“I’m going to install two IP cameras in my house. If the NVR already has PoE switch built in, just use that? Actually, I have no idea whether to use a PoE NVR or a PoE switch matching with them. So, what’s the difference between them? Can some one help me?” This article intends to explore the differences between PoE NVR and PoE switch. Let’s break down the differences and the pros and cons of each in details so that you can make an informed decision.
What is PoE?
Power over Ethernet (POE) is a technology that lets network cables carry DC power. PoE connections offer greater flexibility in terms of where you can locate a device, because with a PoE connection, there is no need for the additional power cable. This reduces the complexity of installing in awkward locations.
You can find two kinds of PoE capable devices today: power sourcing equipment (PSE) and powered devices (PD). Sometimes a device functions as both a PSE and PD. Power over Ethernet (POE) technology sends 10/100/1000 Mbps of data and 15W, 30W, 60W, and up to 90W of power budget to devices over Cat5e and Cat6 Ethernet cables for a maximum distance of 100m.
PoE benefits organizations in 5 five primary ways — 1. reduced installation costs, 2. increased installation safety, 3. responsive deployments, 4.high performance data-gathering capabilities, and 5. productivity enhancements. POE has many applications, but the three key areas are: VoIP phones, IP cameras, Wireless access point.
What is PoE switch?
A switch is a device that allows devices on a network to communicate. A PoE switch has the Power over Ethernet functionality built into it, delivering power and data over the same cable for easy installation. It is a dedicated device that contains multiple Ethernet ports to provide power and network communications to IP devices. This allows a PoE switch to expand the reach of an NVR system because you can connect IP cameras to the PoE switch rather than the NVR. A PoE switch expands a network created by a router. Therefore, it must be connected directly to a router on the same network as your NVR. Most PoE switches have limited power, so you can only power smaller devices.
What is PoE NVR?
PoE NVR is a network video recorder with built-in PoE switch meant for use with PoE based IP cameras. Equipped with a PoE switch, the PoE NVR provides both power and network to the cameras via a single Ethernet cable. There is no need for an additional PoE switch, which will reduce the cost of equipment in theory. Simply run one CAT5e/6 cable from the camera to the NVR, and it will provide power to the camera while streaming video/audio/data all over one single cable.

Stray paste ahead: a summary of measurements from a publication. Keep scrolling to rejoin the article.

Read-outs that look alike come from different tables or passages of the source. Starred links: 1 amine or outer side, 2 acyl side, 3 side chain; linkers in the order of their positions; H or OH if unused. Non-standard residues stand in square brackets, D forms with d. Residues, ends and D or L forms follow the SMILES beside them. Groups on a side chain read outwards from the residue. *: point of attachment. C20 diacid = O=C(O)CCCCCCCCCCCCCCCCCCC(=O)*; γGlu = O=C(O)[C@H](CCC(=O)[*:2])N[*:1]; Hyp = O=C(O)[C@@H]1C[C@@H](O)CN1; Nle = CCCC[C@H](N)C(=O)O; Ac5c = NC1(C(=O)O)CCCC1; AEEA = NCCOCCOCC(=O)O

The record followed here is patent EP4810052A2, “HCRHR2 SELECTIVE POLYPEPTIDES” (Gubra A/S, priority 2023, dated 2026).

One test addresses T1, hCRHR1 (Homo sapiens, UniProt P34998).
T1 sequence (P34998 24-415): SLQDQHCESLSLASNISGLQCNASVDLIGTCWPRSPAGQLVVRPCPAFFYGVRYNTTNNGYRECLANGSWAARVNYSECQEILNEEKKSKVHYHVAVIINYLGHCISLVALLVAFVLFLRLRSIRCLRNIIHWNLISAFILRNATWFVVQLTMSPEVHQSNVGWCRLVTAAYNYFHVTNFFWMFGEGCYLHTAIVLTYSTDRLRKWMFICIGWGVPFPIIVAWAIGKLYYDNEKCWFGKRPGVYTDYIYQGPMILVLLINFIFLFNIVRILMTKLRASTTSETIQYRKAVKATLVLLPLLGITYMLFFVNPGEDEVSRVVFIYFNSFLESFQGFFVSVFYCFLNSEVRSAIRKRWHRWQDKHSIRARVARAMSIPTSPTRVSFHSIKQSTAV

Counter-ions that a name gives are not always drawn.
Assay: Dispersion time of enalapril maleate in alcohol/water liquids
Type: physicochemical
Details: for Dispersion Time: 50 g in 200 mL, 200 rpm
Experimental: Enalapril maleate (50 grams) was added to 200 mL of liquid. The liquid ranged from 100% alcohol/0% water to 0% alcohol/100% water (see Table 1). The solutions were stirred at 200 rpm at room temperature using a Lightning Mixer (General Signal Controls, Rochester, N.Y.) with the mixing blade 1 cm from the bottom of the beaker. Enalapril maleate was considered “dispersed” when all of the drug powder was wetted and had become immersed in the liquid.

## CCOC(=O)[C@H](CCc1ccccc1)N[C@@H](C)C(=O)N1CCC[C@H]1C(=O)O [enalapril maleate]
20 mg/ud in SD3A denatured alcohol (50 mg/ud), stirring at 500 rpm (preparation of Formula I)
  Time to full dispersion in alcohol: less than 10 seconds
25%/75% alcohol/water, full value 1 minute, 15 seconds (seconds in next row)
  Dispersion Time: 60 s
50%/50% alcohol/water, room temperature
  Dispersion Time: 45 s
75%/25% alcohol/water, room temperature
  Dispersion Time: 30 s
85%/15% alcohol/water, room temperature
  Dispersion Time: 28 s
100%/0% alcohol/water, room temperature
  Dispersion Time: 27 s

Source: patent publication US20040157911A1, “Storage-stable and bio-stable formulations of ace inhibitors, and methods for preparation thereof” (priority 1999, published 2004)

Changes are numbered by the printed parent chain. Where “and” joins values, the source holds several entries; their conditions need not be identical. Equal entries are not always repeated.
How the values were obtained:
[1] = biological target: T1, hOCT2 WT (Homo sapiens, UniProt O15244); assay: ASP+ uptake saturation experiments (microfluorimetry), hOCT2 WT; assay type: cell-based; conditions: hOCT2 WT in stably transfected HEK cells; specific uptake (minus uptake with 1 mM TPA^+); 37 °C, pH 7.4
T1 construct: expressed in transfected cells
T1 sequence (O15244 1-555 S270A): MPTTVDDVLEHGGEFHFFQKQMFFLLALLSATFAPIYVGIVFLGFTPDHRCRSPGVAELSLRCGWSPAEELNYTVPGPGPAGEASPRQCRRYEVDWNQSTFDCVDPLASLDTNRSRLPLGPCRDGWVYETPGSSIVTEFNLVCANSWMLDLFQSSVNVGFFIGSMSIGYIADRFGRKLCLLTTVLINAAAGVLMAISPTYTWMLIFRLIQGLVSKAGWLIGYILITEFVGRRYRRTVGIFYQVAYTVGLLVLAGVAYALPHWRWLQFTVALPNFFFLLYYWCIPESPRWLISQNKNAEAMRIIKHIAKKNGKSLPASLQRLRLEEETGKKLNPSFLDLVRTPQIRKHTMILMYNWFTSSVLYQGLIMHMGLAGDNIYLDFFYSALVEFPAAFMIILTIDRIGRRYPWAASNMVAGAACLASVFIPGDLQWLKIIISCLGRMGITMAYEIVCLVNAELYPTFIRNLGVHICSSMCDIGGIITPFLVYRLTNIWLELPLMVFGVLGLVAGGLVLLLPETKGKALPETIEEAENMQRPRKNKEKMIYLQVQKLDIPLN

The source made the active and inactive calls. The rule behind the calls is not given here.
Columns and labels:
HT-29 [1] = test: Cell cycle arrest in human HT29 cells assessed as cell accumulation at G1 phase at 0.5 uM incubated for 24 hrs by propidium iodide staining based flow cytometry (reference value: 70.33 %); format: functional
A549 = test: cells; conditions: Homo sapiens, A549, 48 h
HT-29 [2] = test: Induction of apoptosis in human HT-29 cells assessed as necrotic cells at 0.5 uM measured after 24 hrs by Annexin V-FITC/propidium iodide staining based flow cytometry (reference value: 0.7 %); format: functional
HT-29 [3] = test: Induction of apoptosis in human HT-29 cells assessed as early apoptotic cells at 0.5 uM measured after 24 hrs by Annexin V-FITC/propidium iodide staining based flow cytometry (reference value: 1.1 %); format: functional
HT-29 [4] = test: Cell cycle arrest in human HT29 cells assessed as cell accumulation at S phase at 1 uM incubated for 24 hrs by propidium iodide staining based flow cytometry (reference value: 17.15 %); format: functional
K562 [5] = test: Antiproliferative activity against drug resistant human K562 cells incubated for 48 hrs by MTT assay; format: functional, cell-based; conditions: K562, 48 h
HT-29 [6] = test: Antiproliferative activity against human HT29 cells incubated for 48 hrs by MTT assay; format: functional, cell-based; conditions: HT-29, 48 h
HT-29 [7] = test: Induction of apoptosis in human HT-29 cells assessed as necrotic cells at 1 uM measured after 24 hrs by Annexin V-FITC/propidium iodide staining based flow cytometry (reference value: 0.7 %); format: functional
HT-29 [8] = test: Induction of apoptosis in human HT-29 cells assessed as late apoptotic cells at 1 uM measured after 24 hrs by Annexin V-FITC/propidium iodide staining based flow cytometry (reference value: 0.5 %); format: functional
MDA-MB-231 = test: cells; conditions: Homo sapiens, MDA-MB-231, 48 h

The Difference between PoE NVR and PoE switch
From the above, you will see that both PoE NVR and PoE switch can provide power and data transmission. However, the former is limited in minimal network administration experience while the latter can expend the network freely. With PoE NVR, all the cameras have directly wire back to the NVR as the PoE switch is integrated to recorder box which is good and not good. If the system is small such as 4-channel IP camera system, PoE NVR makes the setup quickly. However the flexibility gets worse while the cameras are increasing. With PoE switch, multiple cameras can connect to different switch before it return to the NVR. Thinking that a PoE switch needs to be placed anywhere near your NVR or router would be a mistake when there are many camera in the system. It makes the most sense to place your switch as close to the biggest cluster of cameras as possible. This can make for a lot of short cable runs from IP cameras to switch. From there, it’s just a matter of running a single cable from that switch back to your router. The end result is that you simultaneously put all of your IP cameras on your network by running that one cable.
There’s no way to conceal the fact that purchasing an NVR with a built in switch is going to be cheaper. A standard NVR purchased together with a dedicated PoE switch will probably cost you about 25% more than the alternative. If you still have a demand for the same type of “camera hardwired to NVR” setup and your NVR is out of warranty, you’ll now find yourself needing to replace the entire NVR instead of the much cheaper network switch. The PoE switch is being integrated into the PoE NVR, if the PoE NVR go defective, the both NVR and the switch has to be replaced.
The PoE NVR is going to require that you run your cable the same way you would with an analog system. In this scenario, you’re going to be running a cable for each camera all the way back to the NVR to create your hardwired connection. Your cable length is limited, in this case, to the standard 328 feet unless the PoE extender is being deployed.